Carmel Cafe and Wine Bar, Tampa, Fla.


Yes, this seems like a great idea: have the non-alcoholic write about a wine bar. Actually, if you’ll bear with me, it really is. On the surface, this would seem to be like having Amy do a review of a steakhouse, but Carmel is far from just a wine bar. Sure, the Tampa Bay chain’s focus is mainly on wine, and for good reason, because it has quite the collection of wines going for it. But there’s also the cafe portion of Carmel’s name to focus on, and it’s really an underappreciated gem, mainly because of how different the upscale atmosphere is.


Right from the beginning, it’s clear that things are different here, because Carmel doesn’t stick to the traditional system of telling a waiter or waitress what you want to order. You will have a waiter or waitress to assist you, but when you sit down, you’ll be handed an iPad along with the normal paper menu. The reason is simple: Carmel is all about giving the customer the freedom to choose the experience that they want. If you’re not really interested in waiter interaction, it’s totally optional. In fact, you actually don’t have to speak to the waiter at all if you don’t want to.

The reason is because the iPad serves as both a menu and your own server. If you want to place an order for a certain food item or a wine, all you have to do is find it on your iPad and send it to the kitchen. The second you do, your order is sent back and will come out as soon as it’s finished. If you’ve ever gotten annoyed about a waiter rushing you, that’s not a problem at Carmel, because you’re in control. The iPad will even suggest drinks to pair with the food you’ve ordered, which is a very nice touch. Clearly, this is an idea for the future, and it’s probably going to expand as time goes on. It’s just a great way to put yourself in control.


However, if you’re the kind of person who just can’t get used to ordering from an iPad, or if you just want some human interaction, not to worry. Carmel’s wait staff, possibly because they don’t have to pressure the customer to order at certain times, are some of the best in the business. Our server that night was a friendly guy named Chris, and quite honestly, Chris proved himself worthy of enshrinement in the Jimmy Lopez Hall of Fame because of how professional he was from beginning to end. Repeatedly, he stopped by to check in, without ever once interrupting the atmosphere or flow of our meal. That’s a rare skill for a server to have, and when you get a server like that, consider yourself fortunate. If you’re lucky enough to get Chris as your server, you’re in for a first-class experience.


Now, on to what else makes Carmel a first-class experience, which would be the food. Truthfully, Amy had been waiting to take me here for a long time ever since she had been for appetizers and drinks with her friends when she lived in Tampa, and with us in the Sunshine State for Thanksgiving, this was the perfect time for us to experience it together. Without question, after receiving some breadsticks and sauce to snack on, our first plate that we tried was going to be Nan’s Goat Cheese, which Amy had tried on her first visit here.


As soon as Amy tasted it, she knew that we had to come here, mainly because I love high-quality goat cheese. I don’t know what it is that makes it so creamy, but when goat cheese is good, it is really good, and it’s simply one of my favorite tastes of any food. So when Amy told me she had a goat cheese appetizer that I had to try, well, this was something that I had to experience.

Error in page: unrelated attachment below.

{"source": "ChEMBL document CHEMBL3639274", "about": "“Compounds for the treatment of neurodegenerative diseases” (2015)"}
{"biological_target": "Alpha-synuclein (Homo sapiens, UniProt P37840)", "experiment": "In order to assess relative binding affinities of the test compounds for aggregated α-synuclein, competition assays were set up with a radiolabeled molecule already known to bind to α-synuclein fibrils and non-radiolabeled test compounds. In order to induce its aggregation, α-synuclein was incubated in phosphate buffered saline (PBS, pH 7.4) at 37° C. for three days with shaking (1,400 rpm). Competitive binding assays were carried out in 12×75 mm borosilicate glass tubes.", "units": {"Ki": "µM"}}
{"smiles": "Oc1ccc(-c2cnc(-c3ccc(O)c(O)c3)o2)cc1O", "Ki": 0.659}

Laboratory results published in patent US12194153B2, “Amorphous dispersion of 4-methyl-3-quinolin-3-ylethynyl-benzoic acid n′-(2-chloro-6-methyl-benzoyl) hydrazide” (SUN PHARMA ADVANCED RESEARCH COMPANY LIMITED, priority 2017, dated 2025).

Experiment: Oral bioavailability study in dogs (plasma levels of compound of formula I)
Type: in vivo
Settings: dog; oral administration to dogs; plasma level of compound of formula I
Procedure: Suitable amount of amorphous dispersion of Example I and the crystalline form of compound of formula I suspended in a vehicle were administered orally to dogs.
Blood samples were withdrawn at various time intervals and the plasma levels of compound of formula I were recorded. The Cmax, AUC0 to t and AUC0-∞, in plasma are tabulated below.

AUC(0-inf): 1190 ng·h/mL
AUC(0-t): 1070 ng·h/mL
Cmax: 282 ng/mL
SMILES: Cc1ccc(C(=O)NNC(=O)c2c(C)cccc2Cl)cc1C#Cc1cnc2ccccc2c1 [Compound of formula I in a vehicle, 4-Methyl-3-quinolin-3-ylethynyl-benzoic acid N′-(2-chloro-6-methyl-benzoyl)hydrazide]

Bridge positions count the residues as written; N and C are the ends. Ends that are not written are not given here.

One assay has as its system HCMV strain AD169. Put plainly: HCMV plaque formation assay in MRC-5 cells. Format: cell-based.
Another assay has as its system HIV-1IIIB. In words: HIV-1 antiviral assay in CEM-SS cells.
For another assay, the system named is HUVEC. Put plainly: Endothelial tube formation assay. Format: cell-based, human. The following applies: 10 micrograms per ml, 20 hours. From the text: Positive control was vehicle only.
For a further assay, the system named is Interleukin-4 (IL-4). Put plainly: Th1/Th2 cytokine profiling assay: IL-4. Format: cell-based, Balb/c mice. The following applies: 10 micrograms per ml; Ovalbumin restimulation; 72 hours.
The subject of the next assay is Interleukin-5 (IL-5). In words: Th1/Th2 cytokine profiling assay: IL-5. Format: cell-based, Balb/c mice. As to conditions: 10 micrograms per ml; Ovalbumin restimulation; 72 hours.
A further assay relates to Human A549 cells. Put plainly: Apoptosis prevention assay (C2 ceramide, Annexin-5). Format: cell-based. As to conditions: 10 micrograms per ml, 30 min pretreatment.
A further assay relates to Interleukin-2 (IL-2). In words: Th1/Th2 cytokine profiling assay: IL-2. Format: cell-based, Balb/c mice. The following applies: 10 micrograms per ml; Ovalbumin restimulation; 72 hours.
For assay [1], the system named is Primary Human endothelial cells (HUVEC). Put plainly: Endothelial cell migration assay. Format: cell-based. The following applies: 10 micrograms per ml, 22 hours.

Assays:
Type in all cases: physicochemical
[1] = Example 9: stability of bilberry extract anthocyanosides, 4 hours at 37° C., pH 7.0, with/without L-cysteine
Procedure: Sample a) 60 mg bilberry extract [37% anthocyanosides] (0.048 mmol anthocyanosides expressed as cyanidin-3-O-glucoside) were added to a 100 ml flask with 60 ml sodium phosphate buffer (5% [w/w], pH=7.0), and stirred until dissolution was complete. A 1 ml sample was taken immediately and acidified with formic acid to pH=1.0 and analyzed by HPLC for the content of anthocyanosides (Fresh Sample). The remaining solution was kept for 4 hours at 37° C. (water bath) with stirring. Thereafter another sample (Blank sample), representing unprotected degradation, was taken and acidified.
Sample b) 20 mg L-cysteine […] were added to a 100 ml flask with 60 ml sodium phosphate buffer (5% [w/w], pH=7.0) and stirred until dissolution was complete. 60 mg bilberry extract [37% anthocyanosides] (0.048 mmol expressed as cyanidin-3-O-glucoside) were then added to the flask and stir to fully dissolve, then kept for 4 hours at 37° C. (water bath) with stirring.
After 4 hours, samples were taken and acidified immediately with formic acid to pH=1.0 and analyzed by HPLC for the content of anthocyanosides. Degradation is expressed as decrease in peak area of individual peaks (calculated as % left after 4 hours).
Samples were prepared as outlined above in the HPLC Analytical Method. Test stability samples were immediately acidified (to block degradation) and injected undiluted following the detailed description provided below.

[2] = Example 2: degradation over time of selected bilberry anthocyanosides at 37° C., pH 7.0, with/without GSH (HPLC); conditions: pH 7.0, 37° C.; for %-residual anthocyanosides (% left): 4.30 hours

Holy cow, was this amazing. First, Carmel serves what they call a drunken goat cheese, which means that the goat cheese is soaked in white wine to give it another layer of flavor. Even as a non-alcoholic, I can certainly appreciate the flavors that come with alcohol, and the wine that the cheese is soaked in is a perfect complement. Second, the goat cheese comes with olives, crackers, sun-dried tomatoes and cloves of garlic, all of which are available for dunking in the cheese. The garlic is mild and buttery, a really nice treat. For a real culinary experience, try all three with goat cheese on a cracker. I did multiple times and loved the multitude of flavors going on at one time.

Third, as I mentioned before, when goat cheese is good, it’s really good, and this one was really good. The cheese is mild and creamy, creating an incredible taste that melds well with all of the flavors on the plate. Goat cheese is at its best when its texture is allowed to shine, and this was about as good as it gets. As far as appetizers go, this one is very tough to top.


Didn’t mean we weren’t going to try. While looking over our menus, Chris pointed out a special of a three-course meal that included an appetizer, soup and an entree, all for a price that was roughly about the cost of one entree. Needless to say, given how Amy and I like to experience as much of a menu as possible, we decided this was the way for us to go, and started off with a combination of edamame hummus and chickpea fries to split between us.


Both of these were fantastic. Usually, chickpeas and hummus are synonymous with each other, but this time, the chickpeas are formed into the traditional fry shape and come out looking more like Belgian frites. Whichever one of those two they are, the fries/frites are simply fantastic. They’re served with tomato jam and curry aioli, which basically serve as a much, much higher brow version of ketchup and mustard. I’m not the biggest fan of curry myself, but I absolutely loved this. The tomato jam is a little on the sweet side, which is a nice change of pace from the curry and works great with the chickpeas. It’s pretty dang awesome. The edamame hummus is also excellent. Dipping crackers into pureed edamame is a little bit different, but when the soybeans are of this quality, it’s totally worth the change.